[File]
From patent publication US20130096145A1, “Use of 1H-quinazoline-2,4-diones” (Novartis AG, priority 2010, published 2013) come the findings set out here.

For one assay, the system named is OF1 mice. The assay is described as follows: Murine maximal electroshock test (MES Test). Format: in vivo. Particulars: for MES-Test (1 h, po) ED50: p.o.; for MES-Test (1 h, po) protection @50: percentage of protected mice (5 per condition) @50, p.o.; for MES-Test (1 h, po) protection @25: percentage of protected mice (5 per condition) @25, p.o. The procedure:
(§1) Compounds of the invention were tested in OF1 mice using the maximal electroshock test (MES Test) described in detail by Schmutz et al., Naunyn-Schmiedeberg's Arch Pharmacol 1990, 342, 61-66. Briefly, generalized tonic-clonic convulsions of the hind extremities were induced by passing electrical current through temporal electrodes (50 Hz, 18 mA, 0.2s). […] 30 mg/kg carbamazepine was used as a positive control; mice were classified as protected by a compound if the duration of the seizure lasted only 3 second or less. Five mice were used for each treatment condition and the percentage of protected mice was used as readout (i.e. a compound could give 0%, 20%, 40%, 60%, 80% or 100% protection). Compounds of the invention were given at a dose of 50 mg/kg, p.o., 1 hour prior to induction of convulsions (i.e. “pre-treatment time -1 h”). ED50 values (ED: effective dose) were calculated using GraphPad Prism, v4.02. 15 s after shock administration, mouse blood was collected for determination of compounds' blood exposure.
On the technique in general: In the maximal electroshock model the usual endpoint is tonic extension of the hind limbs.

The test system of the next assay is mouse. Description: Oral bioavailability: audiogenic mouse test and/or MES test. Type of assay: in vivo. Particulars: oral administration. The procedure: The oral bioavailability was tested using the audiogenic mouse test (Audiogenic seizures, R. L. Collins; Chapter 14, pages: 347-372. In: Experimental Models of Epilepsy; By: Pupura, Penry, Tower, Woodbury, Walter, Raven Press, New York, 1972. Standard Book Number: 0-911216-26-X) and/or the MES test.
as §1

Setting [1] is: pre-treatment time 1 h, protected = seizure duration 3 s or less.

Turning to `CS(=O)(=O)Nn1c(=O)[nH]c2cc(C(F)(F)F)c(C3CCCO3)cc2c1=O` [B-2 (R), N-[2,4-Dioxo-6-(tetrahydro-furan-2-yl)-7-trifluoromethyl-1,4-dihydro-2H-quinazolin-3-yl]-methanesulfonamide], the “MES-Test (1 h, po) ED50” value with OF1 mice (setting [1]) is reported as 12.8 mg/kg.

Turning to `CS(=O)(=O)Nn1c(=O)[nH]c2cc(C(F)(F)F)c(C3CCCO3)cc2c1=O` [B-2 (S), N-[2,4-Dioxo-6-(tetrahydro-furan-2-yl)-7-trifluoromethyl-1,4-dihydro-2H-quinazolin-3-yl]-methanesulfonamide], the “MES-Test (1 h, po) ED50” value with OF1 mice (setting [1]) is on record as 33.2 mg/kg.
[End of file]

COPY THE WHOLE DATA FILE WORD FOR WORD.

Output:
From patent publication US20130096145A1, “Use of 1H-quinazoline-2,4-diones” (Novartis AG, priority 2010, published 2013) come the findings set out here.

For one assay, the system named is OF1 mice. The assay is described as follows: Murine maximal electroshock test (MES Test). Format: in vivo. Particulars: for MES-Test (1 h, po) ED50: p.o.; for MES-Test (1 h, po) protection @50: percentage of protected mice (5 per condition) @50, p.o.; for MES-Test (1 h, po) protection @25: percentage of protected mice (5 per condition) @25, p.o. The procedure:
(§1) Compounds of the invention were tested in OF1 mice using the maximal electroshock test (MES Test) described in detail by Schmutz et al., Naunyn-Schmiedeberg's Arch Pharmacol 1990, 342, 61-66. Briefly, generalized tonic-clonic convulsions of the hind extremities were induced by passing electrical current through temporal electrodes (50 Hz, 18 mA, 0.2s). […] 30 mg/kg carbamazepine was used as a positive control; mice were classified as protected by a compound if the duration of the seizure lasted only 3 second or less. Five mice were used for each treatment condition and the percentage of protected mice was used as readout (i.e. a compound could give 0%, 20%, 40%, 60%, 80% or 100% protection). Compounds of the invention were given at a dose of 50 mg/kg, p.o., 1 hour prior to induction of convulsions (i.e. “pre-treatment time -1 h”). ED50 values (ED: effective dose) were calculated using GraphPad Prism, v4.02. 15 s after shock administration, mouse blood was collected for determination of compounds' blood exposure.
On the technique in general: In the maximal electroshock model the usual endpoint is tonic extension of the hind limbs.

The test system of the next assay is mouse. Description: Oral bioavailability: audiogenic mouse test and/or MES test. Type of assay: in vivo. Particulars: oral administration. The procedure: The oral bioavailability was tested using the audiogenic mouse test (Audiogenic seizures, R. L. Collins; Chapter 14, pages: 347-372. In: Experimental Models of Epilepsy; By: Pupura, Penry, Tower, Woodbury, Walter, Raven Press, New York, 1972. Standard Book Number: 0-911216-26-X) and/or the MES test.
as §1

Setting [1] is: pre-treatment time 1 h, protected = seizure duration 3 s or less.

Turning to `CS(=O)(=O)Nn1c(=O)[nH]c2cc(C(F)(F)F)c(C3CCCO3)cc2c1=O` [B-2 (R), N-[2,4-Dioxo-6-(tetrahydro-furan-2-yl)-7-trifluoromethyl-1,4-dihydro-2H-quinazolin-3-yl]-methanesulfonamide], the “MES-Test (1 h, po) ED50” value with OF1 mice (setting [1]) is reported as 12.8 mg/kg.

Turning to `CS(=O)(=O)Nn1c(=O)[nH]c2cc(C(F)(F)F)c(C3CCCO3)cc2c1=O` [B-2 (S), N-[2,4-Dioxo-6-(tetrahydro-furan-2-yl)-7-trifluoromethyl-1,4-dihydro-2H-quinazolin-3-yl]-methanesulfonamide], the “MES-Test (1 h, po) ED50” value with OF1 mice (setting [1]) is on record as 33.2 mg/kg.